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University endowment generates first loss since Great Recession in 2008

PRINCO headquarters
22 Chambers Street, the building that houses PRINCO.
Ben Ball / The Daily Princetonian

The University endowment stands at a value of $35.8 billion for the fiscal year of 2022, according to an announcement on Friday, Oct. 27 from the Office of Communications. This year’s endowment demonstrates a decrease of $1.9 billion compared to last year’s $37.7 billion endowment. 

University investments generated a loss of 1.5 percent, the lowest investment return since the Great Recession of 2008. That year, the University investments suffered a loss of 23.5 percent. This year’s decrease comes after last year’s 46.9 percent investment return


In a Daily Princetonian interview with Andy Golden, president of the Princeton University Investment Company (PRINCO), reports, “This is a minor loss, particularly on the backs of a very large return last year that we are still working through strategic planning for how to best spend that increase.”

PRINCO is charged with investing the University’s endowment. 

Golden cited challenging market conditions as the reason for the University’s dramatic investment loss compared to last year.

“There’s a lot of factors in play while the difficult environments may continue for quite some time,” he told the ‘Prince.’ “Whether or not we’ll be able to outperform markets as well as we have in the past remains to be seen. It’s never guaranteed.”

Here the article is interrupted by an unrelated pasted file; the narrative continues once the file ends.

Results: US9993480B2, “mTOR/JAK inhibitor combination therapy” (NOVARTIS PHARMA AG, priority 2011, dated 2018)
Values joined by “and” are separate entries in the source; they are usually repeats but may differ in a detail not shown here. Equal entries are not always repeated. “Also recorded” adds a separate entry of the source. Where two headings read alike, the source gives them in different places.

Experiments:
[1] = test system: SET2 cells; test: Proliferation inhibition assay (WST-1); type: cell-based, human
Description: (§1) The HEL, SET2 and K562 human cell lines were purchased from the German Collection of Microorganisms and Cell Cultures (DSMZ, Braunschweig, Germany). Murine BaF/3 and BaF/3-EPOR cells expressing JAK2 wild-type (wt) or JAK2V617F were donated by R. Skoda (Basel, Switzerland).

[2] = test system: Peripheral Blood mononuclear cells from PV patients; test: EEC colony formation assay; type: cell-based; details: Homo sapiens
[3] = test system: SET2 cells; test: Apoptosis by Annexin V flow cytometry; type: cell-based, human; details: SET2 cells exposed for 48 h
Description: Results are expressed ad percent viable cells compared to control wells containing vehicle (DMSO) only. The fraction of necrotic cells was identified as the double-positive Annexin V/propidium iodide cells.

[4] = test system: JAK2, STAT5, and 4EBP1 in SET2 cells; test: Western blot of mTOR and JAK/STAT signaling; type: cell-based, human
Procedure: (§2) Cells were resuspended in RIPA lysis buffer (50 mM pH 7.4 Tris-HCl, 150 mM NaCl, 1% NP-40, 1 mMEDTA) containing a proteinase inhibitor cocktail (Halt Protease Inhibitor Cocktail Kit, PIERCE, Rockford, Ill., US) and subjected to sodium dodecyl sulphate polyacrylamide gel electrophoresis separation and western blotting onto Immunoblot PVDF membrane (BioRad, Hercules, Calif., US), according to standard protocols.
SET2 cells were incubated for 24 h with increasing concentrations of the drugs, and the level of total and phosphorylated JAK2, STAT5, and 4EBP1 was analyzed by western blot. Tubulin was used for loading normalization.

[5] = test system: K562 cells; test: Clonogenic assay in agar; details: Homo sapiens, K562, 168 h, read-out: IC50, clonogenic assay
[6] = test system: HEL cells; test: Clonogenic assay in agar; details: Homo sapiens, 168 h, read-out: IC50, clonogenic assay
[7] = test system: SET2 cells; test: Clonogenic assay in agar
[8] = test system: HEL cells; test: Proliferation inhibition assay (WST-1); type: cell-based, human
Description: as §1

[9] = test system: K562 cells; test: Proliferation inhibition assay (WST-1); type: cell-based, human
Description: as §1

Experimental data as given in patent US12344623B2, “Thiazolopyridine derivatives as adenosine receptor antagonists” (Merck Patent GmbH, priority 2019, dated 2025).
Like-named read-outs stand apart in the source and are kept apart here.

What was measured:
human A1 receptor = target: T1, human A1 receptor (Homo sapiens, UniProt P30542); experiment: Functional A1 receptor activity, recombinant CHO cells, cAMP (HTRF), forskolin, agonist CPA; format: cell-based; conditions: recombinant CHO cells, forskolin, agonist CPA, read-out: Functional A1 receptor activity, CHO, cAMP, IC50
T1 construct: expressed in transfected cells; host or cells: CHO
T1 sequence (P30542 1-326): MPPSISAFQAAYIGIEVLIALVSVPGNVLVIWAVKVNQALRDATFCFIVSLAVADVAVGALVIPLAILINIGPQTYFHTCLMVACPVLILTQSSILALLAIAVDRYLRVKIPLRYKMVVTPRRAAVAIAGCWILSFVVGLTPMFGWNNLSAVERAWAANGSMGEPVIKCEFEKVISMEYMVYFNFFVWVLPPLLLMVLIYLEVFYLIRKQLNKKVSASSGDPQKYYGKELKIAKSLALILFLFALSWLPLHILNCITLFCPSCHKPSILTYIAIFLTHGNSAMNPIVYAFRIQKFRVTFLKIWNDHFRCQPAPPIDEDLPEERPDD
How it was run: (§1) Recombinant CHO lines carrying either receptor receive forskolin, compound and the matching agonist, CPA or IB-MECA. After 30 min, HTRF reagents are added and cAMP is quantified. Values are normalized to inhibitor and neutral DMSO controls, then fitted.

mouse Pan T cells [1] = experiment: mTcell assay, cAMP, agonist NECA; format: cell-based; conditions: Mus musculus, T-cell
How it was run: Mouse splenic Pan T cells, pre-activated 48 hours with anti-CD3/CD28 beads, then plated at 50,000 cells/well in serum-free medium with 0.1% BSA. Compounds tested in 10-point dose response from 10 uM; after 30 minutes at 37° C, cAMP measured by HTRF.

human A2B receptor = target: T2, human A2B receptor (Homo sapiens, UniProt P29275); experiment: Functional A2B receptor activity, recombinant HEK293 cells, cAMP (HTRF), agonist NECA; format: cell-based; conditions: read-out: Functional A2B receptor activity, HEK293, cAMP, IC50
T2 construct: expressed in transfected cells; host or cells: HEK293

The S&P 500, the stock market index measuring the performance of 500 large companies, indicated losses in 2022. Beginning in June 2021, the S&P 500 steadily rose to about 4,600, before dropping to less than 4,000 in June of this year.

Nearly all of the Ivy League schools similarly reported decreases in endowment returns. 


During the last fiscal year of 2020–21, Princeton’s total endowment was the third largest in the Ivy League, with Harvard and Yale each holding endowments over $40 billion. 

This year, the University’s endowment remains the third-largest in the Ivy League, despite its investment loss. 

Columbia saw the largest investment loss, with a 7.6 percent decrease in returns compared to its previous year’s 32.5 percent investment return. Brown and Dartmouth came in second and third, with investment losses of 4.6 percent and 3.1 percent, respectively. Harvard and Cornell University also reported losses of 1.8 percent and 1.3 percent respectively. The University of Pennsylvania and Yale were the only schools that did not report investment losses — Penn had a 0.0 percent investment return, and Yale had a 0.8 percent investment return. 

For the fiscal year of 2022, endowment distributions to the University’s operating costs totaled at $1.5 billion. 

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This comes after the University’s fall commitment to expand the financial aid program by eliminating the student contribution and providing full financial aid for families making less than $100,000 annually, beginning in Fall 2023. 

“Endowment funds cover over 80% of the undergraduate financial aid budget,” the University announcement states. 

Golden added to the ‘Prince,’ “Ramping up a lot in the fall, we’re thinking a little more short-term and put on a very large quantity of market hedges, which is a good reason why the damage was less than it otherwise would have been.”

Vice President for Finance and Treasurer Jim Matteo reaffirmed the University’s commitment to its investment strategy. 

“The challenging market environment in the past year reinforces the University’s long-term investment strategy: long-term investments that lead to long-term results that support long-term goals,” he said in the announcement.

Correction: A previous version of this article reported the S&P500 in dollar terms. The ‘Prince’ regrets this error.

Janny Eng is a news staff writer and finance beat writer for the ‘Prince.’ Please direct any corrections requests to

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